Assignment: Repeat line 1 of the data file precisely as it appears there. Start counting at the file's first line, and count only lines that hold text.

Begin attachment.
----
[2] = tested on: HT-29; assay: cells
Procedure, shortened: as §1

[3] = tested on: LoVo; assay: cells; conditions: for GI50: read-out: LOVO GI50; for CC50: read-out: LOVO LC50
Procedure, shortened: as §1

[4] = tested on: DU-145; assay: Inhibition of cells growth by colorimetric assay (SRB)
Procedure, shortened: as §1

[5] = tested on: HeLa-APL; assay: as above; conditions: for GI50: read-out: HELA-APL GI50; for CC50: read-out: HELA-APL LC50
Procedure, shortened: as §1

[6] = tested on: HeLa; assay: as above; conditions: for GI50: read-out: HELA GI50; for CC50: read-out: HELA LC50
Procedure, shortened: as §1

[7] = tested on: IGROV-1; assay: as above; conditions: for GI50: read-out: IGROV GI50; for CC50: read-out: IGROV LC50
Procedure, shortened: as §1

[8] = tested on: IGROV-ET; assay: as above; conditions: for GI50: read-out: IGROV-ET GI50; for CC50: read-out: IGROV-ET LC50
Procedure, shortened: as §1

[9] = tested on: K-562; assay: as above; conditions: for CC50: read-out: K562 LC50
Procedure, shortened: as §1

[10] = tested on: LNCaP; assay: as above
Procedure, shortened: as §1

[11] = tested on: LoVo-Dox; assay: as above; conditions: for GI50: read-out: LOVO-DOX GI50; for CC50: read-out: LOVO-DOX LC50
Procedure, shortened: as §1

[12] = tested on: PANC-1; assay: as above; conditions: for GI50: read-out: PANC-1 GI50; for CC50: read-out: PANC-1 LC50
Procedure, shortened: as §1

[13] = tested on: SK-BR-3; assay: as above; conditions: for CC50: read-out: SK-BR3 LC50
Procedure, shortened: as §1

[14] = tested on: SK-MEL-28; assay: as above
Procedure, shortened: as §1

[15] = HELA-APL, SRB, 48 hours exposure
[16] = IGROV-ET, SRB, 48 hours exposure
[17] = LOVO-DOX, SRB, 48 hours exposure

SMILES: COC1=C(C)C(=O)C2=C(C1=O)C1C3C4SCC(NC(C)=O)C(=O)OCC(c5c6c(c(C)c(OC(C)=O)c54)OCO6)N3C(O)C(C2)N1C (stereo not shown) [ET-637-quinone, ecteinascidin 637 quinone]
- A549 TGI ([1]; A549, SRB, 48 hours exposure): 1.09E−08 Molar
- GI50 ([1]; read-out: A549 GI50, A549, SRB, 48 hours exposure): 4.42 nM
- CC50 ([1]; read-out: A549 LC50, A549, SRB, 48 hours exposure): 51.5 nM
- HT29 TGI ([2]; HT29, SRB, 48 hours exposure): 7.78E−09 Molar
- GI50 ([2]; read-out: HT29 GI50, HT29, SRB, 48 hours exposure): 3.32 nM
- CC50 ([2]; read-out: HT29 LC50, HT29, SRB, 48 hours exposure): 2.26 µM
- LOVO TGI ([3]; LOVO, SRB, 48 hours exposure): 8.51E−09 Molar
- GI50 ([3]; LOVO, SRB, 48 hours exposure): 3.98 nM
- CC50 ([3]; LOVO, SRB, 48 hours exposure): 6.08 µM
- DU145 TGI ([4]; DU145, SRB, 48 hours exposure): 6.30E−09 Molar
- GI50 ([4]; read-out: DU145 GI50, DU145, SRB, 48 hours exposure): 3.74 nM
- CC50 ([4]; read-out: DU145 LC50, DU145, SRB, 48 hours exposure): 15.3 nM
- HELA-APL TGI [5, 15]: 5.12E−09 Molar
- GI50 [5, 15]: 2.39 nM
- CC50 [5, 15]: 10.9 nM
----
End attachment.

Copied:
[2] = tested on: HT-29; assay: cells